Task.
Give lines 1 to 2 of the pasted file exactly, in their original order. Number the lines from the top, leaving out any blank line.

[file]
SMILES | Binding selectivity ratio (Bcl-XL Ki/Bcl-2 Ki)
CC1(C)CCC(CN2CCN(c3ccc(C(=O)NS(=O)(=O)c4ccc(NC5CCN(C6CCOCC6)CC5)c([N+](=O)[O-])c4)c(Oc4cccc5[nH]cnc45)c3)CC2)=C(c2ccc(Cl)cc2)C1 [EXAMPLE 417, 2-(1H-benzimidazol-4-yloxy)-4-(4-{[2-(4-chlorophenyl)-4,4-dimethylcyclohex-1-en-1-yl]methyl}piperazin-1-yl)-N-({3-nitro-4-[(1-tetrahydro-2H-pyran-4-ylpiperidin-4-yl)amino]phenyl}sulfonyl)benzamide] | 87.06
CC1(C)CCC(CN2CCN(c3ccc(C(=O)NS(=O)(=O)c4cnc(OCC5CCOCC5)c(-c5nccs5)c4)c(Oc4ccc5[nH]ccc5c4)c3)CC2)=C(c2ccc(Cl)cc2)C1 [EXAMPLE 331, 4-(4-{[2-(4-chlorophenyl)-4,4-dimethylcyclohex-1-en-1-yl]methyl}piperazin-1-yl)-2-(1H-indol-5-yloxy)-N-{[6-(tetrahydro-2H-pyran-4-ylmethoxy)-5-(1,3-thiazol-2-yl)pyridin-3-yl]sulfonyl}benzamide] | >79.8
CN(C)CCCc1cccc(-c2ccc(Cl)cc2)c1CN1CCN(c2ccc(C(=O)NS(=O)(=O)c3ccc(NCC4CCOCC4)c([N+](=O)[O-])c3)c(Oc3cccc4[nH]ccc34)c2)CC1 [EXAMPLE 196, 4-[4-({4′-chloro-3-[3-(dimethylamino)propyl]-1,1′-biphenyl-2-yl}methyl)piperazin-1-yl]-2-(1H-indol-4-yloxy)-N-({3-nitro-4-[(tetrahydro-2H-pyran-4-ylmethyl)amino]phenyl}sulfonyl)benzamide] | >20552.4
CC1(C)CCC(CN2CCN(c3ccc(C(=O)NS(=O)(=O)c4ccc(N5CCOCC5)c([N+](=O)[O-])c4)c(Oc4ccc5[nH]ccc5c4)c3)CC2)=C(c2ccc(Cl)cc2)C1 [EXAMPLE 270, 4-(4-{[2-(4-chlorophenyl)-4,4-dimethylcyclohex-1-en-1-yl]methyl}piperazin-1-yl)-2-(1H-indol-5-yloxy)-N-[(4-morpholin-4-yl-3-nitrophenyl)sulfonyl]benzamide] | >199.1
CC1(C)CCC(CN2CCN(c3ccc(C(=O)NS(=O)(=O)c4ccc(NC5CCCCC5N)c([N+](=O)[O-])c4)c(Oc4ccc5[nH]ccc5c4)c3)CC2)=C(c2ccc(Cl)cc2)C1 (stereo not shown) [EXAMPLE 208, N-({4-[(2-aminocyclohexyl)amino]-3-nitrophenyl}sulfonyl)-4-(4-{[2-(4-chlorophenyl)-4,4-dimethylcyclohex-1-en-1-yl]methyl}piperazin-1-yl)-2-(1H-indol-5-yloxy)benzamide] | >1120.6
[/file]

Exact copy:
SMILES | Binding selectivity ratio (Bcl-XL Ki/Bcl-2 Ki)
CC1(C)CCC(CN2CCN(c3ccc(C(=O)NS(=O)(=O)c4ccc(NC5CCN(C6CCOCC6)CC5)c([N+](=O)[O-])c4)c(Oc4cccc5[nH]cnc45)c3)CC2)=C(c2ccc(Cl)cc2)C1 [EXAMPLE 417, 2-(1H-benzimidazol-4-yloxy)-4-(4-{[2-(4-chlorophenyl)-4,4-dimethylcyclohex-1-en-1-yl]methyl}piperazin-1-yl)-N-({3-nitro-4-[(1-tetrahydro-2H-pyran-4-ylpiperidin-4-yl)amino]phenyl}sulfonyl)benzamide] | 87.06